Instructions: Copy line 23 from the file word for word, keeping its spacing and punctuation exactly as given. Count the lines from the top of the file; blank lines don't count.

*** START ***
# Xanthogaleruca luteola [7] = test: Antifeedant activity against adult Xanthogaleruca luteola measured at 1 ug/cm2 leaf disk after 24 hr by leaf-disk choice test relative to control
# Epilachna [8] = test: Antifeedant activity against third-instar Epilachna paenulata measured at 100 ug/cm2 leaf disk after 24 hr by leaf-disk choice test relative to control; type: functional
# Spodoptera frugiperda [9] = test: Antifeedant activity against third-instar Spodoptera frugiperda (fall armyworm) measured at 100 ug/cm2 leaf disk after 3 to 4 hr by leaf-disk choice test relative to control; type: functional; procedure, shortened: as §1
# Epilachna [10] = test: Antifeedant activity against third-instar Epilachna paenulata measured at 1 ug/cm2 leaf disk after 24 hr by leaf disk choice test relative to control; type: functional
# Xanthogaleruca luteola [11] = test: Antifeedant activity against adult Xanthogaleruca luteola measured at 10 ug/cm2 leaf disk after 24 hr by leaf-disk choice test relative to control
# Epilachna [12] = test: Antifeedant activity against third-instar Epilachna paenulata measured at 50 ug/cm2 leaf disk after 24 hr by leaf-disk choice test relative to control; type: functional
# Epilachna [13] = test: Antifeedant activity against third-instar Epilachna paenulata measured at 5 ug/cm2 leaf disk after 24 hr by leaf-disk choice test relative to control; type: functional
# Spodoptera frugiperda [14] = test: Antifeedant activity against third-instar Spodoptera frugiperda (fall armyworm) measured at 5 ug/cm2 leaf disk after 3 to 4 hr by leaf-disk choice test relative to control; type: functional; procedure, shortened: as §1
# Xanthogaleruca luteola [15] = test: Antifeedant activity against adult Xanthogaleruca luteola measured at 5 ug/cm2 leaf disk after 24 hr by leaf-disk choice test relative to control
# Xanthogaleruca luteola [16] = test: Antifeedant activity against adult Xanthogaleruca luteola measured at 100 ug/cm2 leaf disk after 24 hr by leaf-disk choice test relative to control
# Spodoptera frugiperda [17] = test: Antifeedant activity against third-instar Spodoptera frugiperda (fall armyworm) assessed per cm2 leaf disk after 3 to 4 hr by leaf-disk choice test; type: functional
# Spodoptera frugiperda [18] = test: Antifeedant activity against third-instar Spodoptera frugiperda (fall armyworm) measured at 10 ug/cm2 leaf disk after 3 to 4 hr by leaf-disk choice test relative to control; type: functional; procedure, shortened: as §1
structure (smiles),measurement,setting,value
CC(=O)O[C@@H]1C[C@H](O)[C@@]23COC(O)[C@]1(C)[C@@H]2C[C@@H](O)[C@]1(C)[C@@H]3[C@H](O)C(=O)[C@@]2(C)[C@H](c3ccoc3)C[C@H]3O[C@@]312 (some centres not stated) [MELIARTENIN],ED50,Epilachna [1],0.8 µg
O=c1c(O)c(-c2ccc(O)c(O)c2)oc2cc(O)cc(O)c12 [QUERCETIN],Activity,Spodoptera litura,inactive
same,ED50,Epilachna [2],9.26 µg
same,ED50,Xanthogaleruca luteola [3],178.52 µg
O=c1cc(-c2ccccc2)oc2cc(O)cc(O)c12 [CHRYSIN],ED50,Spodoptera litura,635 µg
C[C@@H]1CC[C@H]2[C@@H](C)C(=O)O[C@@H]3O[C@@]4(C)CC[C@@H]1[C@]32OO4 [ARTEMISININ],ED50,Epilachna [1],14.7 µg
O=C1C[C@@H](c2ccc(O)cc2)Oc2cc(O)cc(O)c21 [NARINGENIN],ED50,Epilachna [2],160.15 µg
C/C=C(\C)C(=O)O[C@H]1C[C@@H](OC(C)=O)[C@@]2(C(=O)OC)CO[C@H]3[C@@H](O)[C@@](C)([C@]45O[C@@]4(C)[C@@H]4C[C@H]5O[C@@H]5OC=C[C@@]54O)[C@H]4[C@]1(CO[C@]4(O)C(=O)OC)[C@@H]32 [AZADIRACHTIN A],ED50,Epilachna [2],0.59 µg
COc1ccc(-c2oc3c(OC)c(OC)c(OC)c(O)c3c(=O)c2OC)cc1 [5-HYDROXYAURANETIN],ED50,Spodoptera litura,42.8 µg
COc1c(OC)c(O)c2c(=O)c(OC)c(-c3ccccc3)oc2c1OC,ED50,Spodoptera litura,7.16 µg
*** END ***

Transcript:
COc1c(OC)c(O)c2c(=O)c(OC)c(-c3ccccc3)oc2c1OC,ED50,Spodoptera litura,7.16 µg